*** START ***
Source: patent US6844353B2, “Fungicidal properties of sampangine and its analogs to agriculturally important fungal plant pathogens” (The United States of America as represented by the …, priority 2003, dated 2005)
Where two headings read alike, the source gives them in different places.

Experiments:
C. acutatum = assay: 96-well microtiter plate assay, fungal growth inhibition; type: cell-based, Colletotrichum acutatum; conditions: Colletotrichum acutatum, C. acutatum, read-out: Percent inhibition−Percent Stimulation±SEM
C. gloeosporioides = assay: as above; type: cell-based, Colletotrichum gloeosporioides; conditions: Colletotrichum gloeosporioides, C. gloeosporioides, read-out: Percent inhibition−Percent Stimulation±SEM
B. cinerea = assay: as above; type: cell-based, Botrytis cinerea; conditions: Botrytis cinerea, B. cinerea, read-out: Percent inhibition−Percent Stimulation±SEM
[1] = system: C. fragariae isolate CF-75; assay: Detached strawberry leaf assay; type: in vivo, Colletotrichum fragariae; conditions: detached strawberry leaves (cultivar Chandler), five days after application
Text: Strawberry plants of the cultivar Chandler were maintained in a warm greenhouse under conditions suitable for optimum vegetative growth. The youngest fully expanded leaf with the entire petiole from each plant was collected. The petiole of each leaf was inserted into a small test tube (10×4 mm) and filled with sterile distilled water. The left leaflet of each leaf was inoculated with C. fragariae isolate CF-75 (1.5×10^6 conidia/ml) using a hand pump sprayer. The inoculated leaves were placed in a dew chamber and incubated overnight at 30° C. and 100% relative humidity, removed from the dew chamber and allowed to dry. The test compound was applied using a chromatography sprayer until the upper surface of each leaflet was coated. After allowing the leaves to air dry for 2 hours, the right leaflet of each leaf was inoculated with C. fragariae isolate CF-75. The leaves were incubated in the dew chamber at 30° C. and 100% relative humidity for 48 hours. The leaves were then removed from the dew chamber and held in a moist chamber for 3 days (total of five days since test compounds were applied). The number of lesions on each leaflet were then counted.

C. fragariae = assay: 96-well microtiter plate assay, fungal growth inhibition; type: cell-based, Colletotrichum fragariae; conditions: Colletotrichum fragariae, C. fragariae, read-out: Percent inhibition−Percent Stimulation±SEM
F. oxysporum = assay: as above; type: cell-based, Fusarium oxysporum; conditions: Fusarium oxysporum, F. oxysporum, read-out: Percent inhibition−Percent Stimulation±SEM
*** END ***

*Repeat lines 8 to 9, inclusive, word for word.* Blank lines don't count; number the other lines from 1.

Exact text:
Text: Strawberry plants of the cultivar Chandler were maintained in a warm greenhouse under conditions suitable for optimum vegetative growth. The youngest fully expanded leaf with the entire petiole from each plant was collected. The petiole of each leaf was inserted into a small test tube (10×4 mm) and filled with sterile distilled water. The left leaflet of each leaf was inoculated with C. fragariae isolate CF-75 (1.5×10^6 conidia/ml) using a hand pump sprayer. The inoculated leaves were placed in a dew chamber and incubated overnight at 30° C. and 100% relative humidity, removed from the dew chamber and allowed to dry. The test compound was applied using a chromatography sprayer until the upper surface of each leaflet was coated. After allowing the leaves to air dry for 2 hours, the right leaflet of each leaf was inoculated with C. fragariae isolate CF-75. The leaves were incubated in the dew chamber at 30° C. and 100% relative humidity for 48 hours. The leaves were then removed from the dew chamber and held in a moist chamber for 3 days (total of five days since test compounds were applied). The number of lesions on each leaflet were then counted.

C. fragariae = assay: 96-well microtiter plate assay, fungal growth inhibition; type: cell-based, Colletotrichum fragariae; conditions: Colletotrichum fragariae, C. fragariae, read-out: Percent inhibition−Percent Stimulation±SEM